At What Point?

These are my thoughts for the 2nd Sunday in Lent, 8 March 2009.  The Scriptures for this Sunday were Genesis 17: 1- 7 , 15 – 16, Romans 4: 13 – 25, and Mark 8: 31 – 38.


Two questions have come up that lead me to see the Scriptures for this Sunday in perhaps a different light. First, as I watch my new grandchildren grow, I have to wonder at what point do we begin to develop a conscious and when do we begin to develop an explanation for what goes on in this world.

First, at what point do we begin thinking about God or some other superior being in our lives? Second, as I look at what is happening in this country right now and ask “at what point will we understand that what used to work probably doesn’t work anymore?” I think these questions are related simply because when we lock ourselves in a particular way of thinking, we find ourselves trapped by that thinking.

When Paul is writing to the Romans about the law, he is, I believe, speaking of that type of thinking. As Paul notes, if strict adherence to the law was the sole determinant in salvation, then there would have been no reason for Abraham to even think of the covenant that God made with him. But the law is, by nature, designed to restrict, not create. There have been attempts to create solutions through the law but, in the end, they often are more restrictive than creative.

If we are not willing to think beyond the limits of the law, if we are not willing to think, as it were, “outside the box”, we will never be able to find solutions to the problems that vex and perplex us. It is interesting to note that we are not always so willing to look beyond our normal boundaries for the solutions to our problems and we ridicule and criticize those who might offer solutions.

On October 13, 1920, in the “Topics of the Times”, the editorial board of The New York Times wrote,

…After the rocket quits our air and really starts on its longer journey [to the moon], its flight would be neither accelerated nor maintained by the [proposed by Goddard solid rocket based on] explosion of the charges …. To claim that it would be is to deny a fundamental law of dynamics, and only Dr. Einstein and his chosen dozen, so few and fit, are licensed to do that.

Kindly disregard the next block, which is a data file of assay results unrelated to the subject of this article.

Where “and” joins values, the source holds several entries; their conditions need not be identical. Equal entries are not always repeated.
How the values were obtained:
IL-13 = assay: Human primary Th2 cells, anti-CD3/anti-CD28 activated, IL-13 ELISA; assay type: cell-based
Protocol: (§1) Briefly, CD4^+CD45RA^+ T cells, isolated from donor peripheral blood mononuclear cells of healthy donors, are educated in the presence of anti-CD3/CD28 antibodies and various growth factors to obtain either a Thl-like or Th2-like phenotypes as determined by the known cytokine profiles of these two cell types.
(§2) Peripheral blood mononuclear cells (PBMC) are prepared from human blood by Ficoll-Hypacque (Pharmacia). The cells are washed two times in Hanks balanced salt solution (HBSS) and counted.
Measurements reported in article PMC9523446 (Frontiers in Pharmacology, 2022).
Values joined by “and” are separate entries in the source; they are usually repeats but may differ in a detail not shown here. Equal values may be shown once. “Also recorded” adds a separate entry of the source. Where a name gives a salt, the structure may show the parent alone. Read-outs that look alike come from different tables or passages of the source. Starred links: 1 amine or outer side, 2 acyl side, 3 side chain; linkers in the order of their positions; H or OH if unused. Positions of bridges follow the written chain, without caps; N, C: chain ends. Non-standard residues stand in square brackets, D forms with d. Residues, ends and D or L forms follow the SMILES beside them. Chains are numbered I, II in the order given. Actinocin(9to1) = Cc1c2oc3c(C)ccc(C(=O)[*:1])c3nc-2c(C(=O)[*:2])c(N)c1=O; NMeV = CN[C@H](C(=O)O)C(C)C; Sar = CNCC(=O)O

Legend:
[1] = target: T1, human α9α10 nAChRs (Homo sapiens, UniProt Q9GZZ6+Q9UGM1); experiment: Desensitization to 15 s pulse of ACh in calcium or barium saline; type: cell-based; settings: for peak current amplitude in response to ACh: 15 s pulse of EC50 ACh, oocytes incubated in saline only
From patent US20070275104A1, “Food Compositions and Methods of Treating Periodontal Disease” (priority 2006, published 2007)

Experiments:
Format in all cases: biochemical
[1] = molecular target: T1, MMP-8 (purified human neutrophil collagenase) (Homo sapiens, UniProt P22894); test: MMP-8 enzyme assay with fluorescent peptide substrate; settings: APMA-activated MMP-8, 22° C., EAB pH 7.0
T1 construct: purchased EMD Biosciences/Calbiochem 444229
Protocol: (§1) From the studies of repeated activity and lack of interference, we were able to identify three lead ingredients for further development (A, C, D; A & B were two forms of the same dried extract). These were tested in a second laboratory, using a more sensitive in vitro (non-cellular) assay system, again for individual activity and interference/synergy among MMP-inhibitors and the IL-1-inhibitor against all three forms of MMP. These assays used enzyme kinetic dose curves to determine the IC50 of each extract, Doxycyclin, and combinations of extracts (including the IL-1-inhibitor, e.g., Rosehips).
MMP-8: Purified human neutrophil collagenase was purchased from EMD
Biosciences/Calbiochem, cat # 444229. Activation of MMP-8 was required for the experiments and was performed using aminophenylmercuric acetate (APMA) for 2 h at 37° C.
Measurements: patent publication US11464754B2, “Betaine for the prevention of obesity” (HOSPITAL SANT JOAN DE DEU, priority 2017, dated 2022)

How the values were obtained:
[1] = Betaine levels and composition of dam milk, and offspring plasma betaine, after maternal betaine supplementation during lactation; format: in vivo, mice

… That Professor Goddard with his “chair” in Clark College and the countenancing of the Smithsonian Institution does not know that relation of action and reaction, and of the need to have something better than a vacuum against which to reach — to say that would be absurd. Of course he only seems to lack the knowledge ladled out daily in high schools.

… As it happens, Jules Verne, who also knew a thing or two in assorted sciences … deliberately seemed to make the same mistake that Professor Goddard seems to make. For the Frenchman, having get his travelers to or toward the moon into the desperate fix of riding a tiny satellite of the satellite, saved them from circling it forever by means of explosion, rocket fashion, where an explosion would not have had in the slightest degree the effect of releasing them from their dreadful slavery. That was one of Verne’s few scientific slips, or else it was a deliberate step aside from scientific accuracy, pardonable enough in him as a romancer, but its like is not so easily explained when made by a savant who isn’t writing a novel of adventure. (Editorial comments, The New York Times, 13 January 1920)

It should be noted that the Times did print a retraction of their comments on 17 July 1969, two days before Neil Armstrong and Buzz Aldrin first walked on the moon,

A Correction

On Jan. 13, 1920, “Topics of the Times,” and editorial-page feature of The New York Times, dismissed the notion that a rocket could function in vacuum and commented on the ideas of Robert H. Goddard, the rocket pioneer, as follows: 

“That Professor Goddard, with his ‘chair’ in Clark College and the countenancing of the Smithsonian Institution, does not know the relation of action to reaction, and of the need to have something better than a vacuum against which to react – to say that would be absurd. Of course he only seems to lack the knowledge ladled out daily in high schools.”

Further investigation and experimentation have confirmed the findings of Isaac Newton in the 17th Century and it is now definitely established that a rocket can function in a vacuum as well as in an atmosphere. The Times regrets the error.

It can be said that faith is the belief in what we cannot see and reason is the belief in what we can see. And it is necessary to have both if one is to have a complete and full life. I have written on this point several times in the past (see “Faith and Reason in the 21st Century”, “The Crisis between Faith and Reason”, and “Just a Thought”). In that last reference, I wrote

If you lead a life based solely on empiricism and have no faith, you will lead a life without vision. You may be successful in what you do but you will not know where you are going or if you are ever going to get there.

If you lead a life based solely on faith but ignore the world around you, you will have a vision of what you want to be and where you want to go but you will not have the means to fulfill your vision.

Life is both faith and reason – the day-to-day activities of life hand-in-hand with one’s vision of the future. 

But we seem to live lives that are either solely faith-based or reason-based and I don’t believe that we can extend our reach if we limit our lives that way.